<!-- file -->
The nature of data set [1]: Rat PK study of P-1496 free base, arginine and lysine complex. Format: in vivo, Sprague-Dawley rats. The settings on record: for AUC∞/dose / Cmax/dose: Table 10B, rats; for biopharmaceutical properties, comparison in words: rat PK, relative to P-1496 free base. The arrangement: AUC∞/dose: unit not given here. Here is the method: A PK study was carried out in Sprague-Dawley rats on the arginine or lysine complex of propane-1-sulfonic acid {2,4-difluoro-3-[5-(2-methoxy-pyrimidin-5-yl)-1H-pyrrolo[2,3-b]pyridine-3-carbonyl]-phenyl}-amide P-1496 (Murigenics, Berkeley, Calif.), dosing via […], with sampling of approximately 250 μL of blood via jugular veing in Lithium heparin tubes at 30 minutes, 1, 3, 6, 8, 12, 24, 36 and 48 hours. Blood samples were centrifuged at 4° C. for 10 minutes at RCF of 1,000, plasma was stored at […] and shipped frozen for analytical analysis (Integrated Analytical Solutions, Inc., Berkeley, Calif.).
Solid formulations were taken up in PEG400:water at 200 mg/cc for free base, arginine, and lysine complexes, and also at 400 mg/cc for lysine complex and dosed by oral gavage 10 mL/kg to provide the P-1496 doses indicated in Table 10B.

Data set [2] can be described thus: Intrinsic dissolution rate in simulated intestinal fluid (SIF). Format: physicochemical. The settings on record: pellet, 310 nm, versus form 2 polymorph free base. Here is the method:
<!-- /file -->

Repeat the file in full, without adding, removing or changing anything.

The nature of data set [1]: Rat PK study of P-1496 free base, arginine and lysine complex. Format: in vivo, Sprague-Dawley rats. The settings on record: for AUC∞/dose / Cmax/dose: Table 10B, rats; for biopharmaceutical properties, comparison in words: rat PK, relative to P-1496 free base. The arrangement: AUC∞/dose: unit not given here. Here is the method: A PK study was carried out in Sprague-Dawley rats on the arginine or lysine complex of propane-1-sulfonic acid {2,4-difluoro-3-[5-(2-methoxy-pyrimidin-5-yl)-1H-pyrrolo[2,3-b]pyridine-3-carbonyl]-phenyl}-amide P-1496 (Murigenics, Berkeley, Calif.), dosing via […], with sampling of approximately 250 μL of blood via jugular veing in Lithium heparin tubes at 30 minutes, 1, 3, 6, 8, 12, 24, 36 and 48 hours. Blood samples were centrifuged at 4° C. for 10 minutes at RCF of 1,000, plasma was stored at […] and shipped frozen for analytical analysis (Integrated Analytical Solutions, Inc., Berkeley, Calif.).
Solid formulations were taken up in PEG400:water at 200 mg/cc for free base, arginine, and lysine complexes, and also at 400 mg/cc for lysine complex and dosed by oral gavage 10 mL/kg to provide the P-1496 doses indicated in Table 10B.

Data set [2] can be described thus: Intrinsic dissolution rate in simulated intestinal fluid (SIF). Format: physicochemical. The settings on record: pellet, 310 nm, versus form 2 polymorph free base. Here is the method: